Video

Video Militant Assault in Syria Displaces Thousands of Kurds

A major assault by Islamic State militants on Kurds in Syria has sent a wave of new refugees to the Turkish border, where they were stopped by Turkish border security. Turkey is already hosting about 700,000 Syrian refugees who fled the civil war between the government and the opposition. But the government in Ankara has a history of strained relations with Turkey's Kurdish minority. Zlatica Hoke reports Turkey is asking for international help.
Video

Video CERN Accelerator Back in Business

The long upgrade of the Large Hadron Collider is over. The scientific instrument responsible for the discovery of the Higgs boson -- the so-called "God particle" -- is being brought up to speed in time for this month's 60th anniversary of the European Organization for Nuclear Research, known by its French acronym CERN. Physicists hope the accelerator will help them uncover more secrets about the origins of the universe. VOA’s George Putic reports.
Video

Video Whaling Summit Votes to Uphold Ban on Japan Whale Hunt

The International Whaling Commission, meeting in Slovenia, has voted to uphold a court ruling banning Japan from hunting whales in the Antarctic Ocean. Conservationists hailed the ruling as a victory, but Tokyo says it will submit revised plans for a whale hunt in 2015. Henry Ridgwell reports from London.
Video

Video Russian Economy Reeling After New Western Sanctions

A new wave of Western sanctions is hitting Russia’s economy hard. State-owned energy firms continue to bleed profits and Russia’s national currency plunged to a new low this week after the U.S. and the European Union announced new sanctions to punish Russia's aggressive stance in eastern Ukraine. But as Mil Arcega reports, the sanctions could also prove costly for European and American companies.
Video

Video Belgian Researchers Discover Way to Block Cancer Metastasis

Cancer remains one of the deadliest diseases, despite many new methods to combat it. Modern medicine has treatments to prevent the growth of primary tumor cells. But most cancer deaths are caused by metastasis, the stage when primary tumor cells change and move to other parts of the body. A team of Belgian scientists says it has found a way to prevent that process. Zlatica Hoke has more.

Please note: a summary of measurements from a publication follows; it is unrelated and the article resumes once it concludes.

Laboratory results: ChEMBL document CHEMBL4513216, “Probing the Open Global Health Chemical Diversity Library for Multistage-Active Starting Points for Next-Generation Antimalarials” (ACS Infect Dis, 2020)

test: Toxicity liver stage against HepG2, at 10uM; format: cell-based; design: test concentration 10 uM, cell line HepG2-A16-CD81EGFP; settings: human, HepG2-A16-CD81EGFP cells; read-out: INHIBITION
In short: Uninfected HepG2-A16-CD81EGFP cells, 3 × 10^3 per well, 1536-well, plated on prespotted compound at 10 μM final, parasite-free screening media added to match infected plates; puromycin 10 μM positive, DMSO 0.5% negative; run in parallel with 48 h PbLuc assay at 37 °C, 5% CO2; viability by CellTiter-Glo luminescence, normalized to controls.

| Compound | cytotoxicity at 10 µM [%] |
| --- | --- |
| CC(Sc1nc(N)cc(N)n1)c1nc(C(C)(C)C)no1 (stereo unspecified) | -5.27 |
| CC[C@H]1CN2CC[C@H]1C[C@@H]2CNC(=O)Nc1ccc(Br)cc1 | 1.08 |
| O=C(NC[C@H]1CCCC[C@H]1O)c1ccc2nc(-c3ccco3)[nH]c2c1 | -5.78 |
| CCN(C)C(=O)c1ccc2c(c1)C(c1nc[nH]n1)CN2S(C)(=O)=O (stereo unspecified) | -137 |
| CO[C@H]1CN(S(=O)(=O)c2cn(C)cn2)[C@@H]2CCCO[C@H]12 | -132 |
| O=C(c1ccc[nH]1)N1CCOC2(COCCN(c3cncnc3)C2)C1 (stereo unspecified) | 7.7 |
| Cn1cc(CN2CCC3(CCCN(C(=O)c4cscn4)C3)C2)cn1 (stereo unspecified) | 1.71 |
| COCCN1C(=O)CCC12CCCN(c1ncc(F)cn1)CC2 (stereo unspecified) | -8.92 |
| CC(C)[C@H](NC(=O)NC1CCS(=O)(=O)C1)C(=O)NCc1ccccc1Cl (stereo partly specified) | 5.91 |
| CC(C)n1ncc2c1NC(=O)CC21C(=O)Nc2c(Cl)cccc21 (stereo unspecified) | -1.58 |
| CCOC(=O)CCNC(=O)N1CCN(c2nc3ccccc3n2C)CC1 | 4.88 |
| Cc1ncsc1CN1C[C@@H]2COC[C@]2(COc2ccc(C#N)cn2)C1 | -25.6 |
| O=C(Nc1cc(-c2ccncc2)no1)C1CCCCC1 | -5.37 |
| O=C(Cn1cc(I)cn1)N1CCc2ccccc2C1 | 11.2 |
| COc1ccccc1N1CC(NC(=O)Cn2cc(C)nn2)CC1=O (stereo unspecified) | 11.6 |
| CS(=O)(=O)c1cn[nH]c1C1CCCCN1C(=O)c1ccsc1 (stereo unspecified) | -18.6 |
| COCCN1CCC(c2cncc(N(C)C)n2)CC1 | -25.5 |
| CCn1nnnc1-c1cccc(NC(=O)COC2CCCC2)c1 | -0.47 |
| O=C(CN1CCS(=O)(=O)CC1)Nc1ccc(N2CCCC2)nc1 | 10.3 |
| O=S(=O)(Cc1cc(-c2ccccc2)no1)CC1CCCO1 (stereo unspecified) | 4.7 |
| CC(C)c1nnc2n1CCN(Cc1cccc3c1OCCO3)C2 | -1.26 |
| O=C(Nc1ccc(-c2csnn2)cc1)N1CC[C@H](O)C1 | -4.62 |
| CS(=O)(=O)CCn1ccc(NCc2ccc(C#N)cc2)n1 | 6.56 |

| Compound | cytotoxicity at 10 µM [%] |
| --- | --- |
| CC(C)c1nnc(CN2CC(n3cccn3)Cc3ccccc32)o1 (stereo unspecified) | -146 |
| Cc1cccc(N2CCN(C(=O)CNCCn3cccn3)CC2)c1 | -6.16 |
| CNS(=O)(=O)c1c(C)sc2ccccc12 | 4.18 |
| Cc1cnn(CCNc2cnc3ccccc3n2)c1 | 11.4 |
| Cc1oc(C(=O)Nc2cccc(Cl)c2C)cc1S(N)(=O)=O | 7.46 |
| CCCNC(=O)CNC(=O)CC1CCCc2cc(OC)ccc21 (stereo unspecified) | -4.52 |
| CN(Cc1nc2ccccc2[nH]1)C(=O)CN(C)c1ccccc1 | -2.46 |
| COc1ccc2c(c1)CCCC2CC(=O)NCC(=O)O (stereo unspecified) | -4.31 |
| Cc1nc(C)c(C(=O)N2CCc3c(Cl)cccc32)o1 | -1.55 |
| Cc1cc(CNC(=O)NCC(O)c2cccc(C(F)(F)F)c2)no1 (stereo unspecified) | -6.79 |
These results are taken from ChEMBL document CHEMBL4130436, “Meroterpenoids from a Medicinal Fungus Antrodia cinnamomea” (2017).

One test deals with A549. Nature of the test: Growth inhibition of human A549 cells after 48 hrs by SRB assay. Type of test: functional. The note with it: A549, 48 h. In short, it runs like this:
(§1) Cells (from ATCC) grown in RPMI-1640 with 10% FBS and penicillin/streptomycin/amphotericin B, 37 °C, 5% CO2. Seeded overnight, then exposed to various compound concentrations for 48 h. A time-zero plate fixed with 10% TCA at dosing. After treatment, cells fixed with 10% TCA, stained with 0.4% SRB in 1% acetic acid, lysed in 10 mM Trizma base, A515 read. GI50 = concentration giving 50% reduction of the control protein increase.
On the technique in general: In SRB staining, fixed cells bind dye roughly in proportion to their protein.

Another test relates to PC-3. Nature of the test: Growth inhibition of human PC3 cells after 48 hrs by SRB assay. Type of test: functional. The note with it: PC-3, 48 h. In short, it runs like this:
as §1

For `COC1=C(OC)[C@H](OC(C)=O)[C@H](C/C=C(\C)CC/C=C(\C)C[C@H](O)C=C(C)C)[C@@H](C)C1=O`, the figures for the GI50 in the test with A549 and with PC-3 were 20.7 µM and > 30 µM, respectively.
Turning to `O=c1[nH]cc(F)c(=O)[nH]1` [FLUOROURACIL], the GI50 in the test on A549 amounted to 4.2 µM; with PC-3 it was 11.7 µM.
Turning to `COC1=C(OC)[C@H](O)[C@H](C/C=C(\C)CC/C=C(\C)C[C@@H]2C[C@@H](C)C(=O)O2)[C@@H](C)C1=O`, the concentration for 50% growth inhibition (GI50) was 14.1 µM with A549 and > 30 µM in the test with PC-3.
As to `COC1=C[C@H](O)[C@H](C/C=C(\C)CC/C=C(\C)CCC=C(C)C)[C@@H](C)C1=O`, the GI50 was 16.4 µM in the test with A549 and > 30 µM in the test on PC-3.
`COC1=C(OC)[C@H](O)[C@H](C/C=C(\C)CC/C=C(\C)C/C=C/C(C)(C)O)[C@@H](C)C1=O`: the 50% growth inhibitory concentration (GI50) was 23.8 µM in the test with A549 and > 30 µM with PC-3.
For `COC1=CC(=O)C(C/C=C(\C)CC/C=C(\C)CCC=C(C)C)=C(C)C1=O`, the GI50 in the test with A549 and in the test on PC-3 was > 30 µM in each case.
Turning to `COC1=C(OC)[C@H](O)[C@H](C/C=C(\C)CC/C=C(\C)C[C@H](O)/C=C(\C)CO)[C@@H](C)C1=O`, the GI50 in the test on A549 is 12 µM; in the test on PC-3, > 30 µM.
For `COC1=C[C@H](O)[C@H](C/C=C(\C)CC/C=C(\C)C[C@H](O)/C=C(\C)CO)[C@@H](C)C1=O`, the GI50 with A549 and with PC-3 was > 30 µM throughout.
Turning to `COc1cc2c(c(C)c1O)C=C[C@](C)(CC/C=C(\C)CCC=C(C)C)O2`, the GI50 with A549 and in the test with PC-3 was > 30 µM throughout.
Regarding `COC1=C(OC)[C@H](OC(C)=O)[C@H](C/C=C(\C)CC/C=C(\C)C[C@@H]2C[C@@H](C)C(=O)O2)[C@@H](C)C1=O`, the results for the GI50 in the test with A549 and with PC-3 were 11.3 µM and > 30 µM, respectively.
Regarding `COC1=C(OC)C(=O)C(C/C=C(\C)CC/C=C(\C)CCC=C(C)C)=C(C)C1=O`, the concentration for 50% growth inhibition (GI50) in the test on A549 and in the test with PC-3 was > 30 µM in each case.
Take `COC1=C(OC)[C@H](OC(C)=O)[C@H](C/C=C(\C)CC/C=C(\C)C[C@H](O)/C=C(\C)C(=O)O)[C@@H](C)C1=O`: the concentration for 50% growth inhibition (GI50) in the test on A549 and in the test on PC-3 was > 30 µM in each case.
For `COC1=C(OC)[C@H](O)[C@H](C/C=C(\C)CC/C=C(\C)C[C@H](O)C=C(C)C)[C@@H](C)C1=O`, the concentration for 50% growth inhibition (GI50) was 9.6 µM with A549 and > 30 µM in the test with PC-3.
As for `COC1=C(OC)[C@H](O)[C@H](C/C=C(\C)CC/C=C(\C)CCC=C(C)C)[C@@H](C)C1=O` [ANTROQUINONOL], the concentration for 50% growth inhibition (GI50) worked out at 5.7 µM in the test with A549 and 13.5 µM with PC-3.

Video

Video Mogadishu's Flood of Foreign Workers Leaves Somalis Out of Work

Unemployment and conflict has forced many young Somalians out of the country in search of a better life. But a newfound stability in the once-lawless nation has created hope — and jobs — which, some say, are too often being filled by foreigners. Abdulaziz Billow reports from Mogadishu.
Video

Video A Dinosaur Fit for Land and Water

Residents and tourists in Washington D.C. can now examine a life-size replica of an unusual dinosaur that lived almost a hundred million years ago in northern Africa. Scientists say studying the behemoth named Spinosaurus helps them better understand how some prehistoric animals adapted to life on land and in water. The Spinosaurus replica is on display at the National Geographic museum. VOA’s George Putic has more.
Video

Video Iraqi Kurdistan Church Helps Christian Children Cope find shelter in churches in the Kurdish capital, Irbil

In the past six weeks, tens of thousands of Iraqi Christians have been forced to flee their homes by Islamic State militants and find shelter in churches in the Kurdish capital, Irbil. Despite U.S. airstrikes in the region, the prospect of people returning home is still very low and concerns are starting to grow over the impact this is having on the displaced youth. Sebastian Meyer reports from Irbil on how one church is coping.
Video

Video NASA Picks Boeing, SpaceX to Carry Astronauts Into Space

The U.S. space agency, NASA, has chosen Boeing and SpaceX companies to build the next generation of spacecraft that will carry U.S. astronauts to the International Space Station by the year 2017. The deal with private industry enables NASA to end its dependence on Russia to send space crews into low Earth orbit and back. Zlatica Hoke has more.
Video

Video Future of Ukrainian Former President's Estate Uncertain

More than six months after Ukraine's former President Viktor Yanukovych fled revolution to Russia, authorities have yet to gain control of his palatial estate. Protesters occupy the grounds and opened it to tourists but they are also refusing to turn it over to the state. VOA's Daniel Schearf reports from Mezhigirya, just north of Kyiv.


Carnage and mayhem are part of daily life in northern Nigeria, the result of a terror campaign by the Islamist group Boko Haram. Fears are growing that Nigeria’s government may not know how to counter it, and may be making things worse. More

AppleAndroid